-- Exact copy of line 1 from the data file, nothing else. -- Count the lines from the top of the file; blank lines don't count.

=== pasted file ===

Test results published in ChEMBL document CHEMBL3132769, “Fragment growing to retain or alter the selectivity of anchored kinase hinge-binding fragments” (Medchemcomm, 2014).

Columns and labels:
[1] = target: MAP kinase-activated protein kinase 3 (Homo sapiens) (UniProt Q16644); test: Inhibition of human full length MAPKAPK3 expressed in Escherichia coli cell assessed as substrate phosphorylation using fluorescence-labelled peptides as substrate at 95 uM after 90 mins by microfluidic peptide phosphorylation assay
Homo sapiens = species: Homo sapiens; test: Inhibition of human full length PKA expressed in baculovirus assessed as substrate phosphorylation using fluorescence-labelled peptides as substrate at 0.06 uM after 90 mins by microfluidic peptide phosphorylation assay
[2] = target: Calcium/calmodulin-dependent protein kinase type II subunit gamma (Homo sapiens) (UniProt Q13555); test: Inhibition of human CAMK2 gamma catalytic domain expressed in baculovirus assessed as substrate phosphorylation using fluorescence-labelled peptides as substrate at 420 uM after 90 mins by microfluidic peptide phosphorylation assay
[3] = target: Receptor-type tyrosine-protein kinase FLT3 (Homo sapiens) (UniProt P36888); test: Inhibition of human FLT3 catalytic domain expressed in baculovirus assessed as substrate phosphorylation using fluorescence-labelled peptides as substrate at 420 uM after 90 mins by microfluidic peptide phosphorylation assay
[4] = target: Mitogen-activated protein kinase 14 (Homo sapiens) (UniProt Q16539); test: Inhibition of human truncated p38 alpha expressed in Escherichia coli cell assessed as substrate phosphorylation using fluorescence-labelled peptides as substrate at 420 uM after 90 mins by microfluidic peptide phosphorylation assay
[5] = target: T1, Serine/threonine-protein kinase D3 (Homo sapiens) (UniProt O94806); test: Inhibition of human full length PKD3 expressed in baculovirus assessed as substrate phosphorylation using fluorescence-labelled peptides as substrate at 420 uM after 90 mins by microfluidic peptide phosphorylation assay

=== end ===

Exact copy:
Test results published in ChEMBL document CHEMBL3132769, “Fragment growing to retain or alter the selectivity of anchored kinase hinge-binding fragments” (Medchemcomm, 2014).